I don’t know much of Gerald Finzi’s music; my first contact with it, as far as I recall, was at a Music School back in the early 60s when someone from Christchurch sang a group of songs with string accompaniment. But his music has a particular appeal for singers, and I’ve accompanied some who’ve sang his songs.
I was interested in the following passage from Diana McVeagh’s biography. I tend to write songs by starting at the first line and finding the music as it comes. And it’s intriguing to hear of both Finzi and Vaughan Williams struggling at the piano. You have this picture in your head of great composers being very adept at the piano, and probably several other instruments as well.
"Finzi probably never set out to compose a song; but wen he read a poem, one line – often the first – would call up music unbidden. John Russell, visiting, found Finzi reading a Vaughan poem. ‘He looked up, smiled, and by way of humorous greeting, sang, and at once wrote down, ‘O rose of Sharon! O lily of the valley! How are thou now’ – the last lines but the prime musical motif of ‘Welcome Sweet and Sacred Feast.’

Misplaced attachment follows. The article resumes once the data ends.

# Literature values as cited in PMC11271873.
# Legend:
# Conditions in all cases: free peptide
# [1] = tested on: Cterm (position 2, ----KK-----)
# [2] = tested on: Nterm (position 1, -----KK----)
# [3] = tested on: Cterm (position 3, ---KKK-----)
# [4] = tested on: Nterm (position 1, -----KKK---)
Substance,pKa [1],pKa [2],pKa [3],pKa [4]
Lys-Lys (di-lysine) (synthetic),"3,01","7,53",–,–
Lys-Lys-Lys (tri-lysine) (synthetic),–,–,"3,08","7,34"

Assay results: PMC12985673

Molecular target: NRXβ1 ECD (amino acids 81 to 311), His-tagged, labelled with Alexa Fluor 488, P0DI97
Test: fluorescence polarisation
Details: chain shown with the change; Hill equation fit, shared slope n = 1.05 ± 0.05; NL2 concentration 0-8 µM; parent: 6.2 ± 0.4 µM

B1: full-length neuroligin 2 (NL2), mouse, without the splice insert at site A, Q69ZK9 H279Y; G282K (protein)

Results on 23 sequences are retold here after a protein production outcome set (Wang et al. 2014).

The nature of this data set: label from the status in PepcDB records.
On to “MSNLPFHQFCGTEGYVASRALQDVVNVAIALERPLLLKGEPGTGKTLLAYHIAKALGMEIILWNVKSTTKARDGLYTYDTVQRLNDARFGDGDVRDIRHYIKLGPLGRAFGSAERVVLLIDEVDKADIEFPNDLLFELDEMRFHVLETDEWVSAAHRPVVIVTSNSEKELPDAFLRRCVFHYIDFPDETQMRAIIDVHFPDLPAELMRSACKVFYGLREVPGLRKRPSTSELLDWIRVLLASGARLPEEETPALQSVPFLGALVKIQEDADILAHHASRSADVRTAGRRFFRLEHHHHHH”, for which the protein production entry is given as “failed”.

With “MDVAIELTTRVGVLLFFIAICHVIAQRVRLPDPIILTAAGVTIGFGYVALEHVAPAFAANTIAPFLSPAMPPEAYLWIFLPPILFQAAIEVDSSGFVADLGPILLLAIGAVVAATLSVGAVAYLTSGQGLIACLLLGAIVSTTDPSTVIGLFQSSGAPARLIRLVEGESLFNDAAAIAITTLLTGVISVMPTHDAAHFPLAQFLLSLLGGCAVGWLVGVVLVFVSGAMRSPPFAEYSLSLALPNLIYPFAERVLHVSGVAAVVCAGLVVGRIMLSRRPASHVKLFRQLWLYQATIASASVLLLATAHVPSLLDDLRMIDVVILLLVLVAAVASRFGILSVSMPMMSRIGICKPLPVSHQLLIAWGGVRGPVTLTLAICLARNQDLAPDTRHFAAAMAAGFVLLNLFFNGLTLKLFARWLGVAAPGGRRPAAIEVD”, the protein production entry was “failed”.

He liked then to have the poem typed, and crossed out each line as he set it. once the starting line of a melody had come, he composed more or less continuously at the piano, as if the sound itself was a generating force. He was not a good pianist – not even a respectable one, according to John Sumsion, who occasionally helped him to shape the piano parts - ‘ you’ll get the same result if you do it this way, and it’s twice as easy.’ Hearing him play, Cedric Thorpe Davie was reminded ‘of RVW, struggling and fumbling.’ Some of Finzi’s closest friends never heard him sing; some who did described his voice as a bari-tenor.’ Others called it a growl! Yet his songs are a singer’s delight, they are so vocal. They are never dedicated to performers, and he never composed ‘on’ a known voice. He had no Rubini, Bernac, Pears. I his early days he gave scarcely any directions – dynamics or phrasing – saying ‘any musical person would know how it should go.’ When he began conducting, he realised how much performers’ time that wasted. "
Page 175 2005 edition of Gerald Finzi; his life and music, by Diana McVeagh.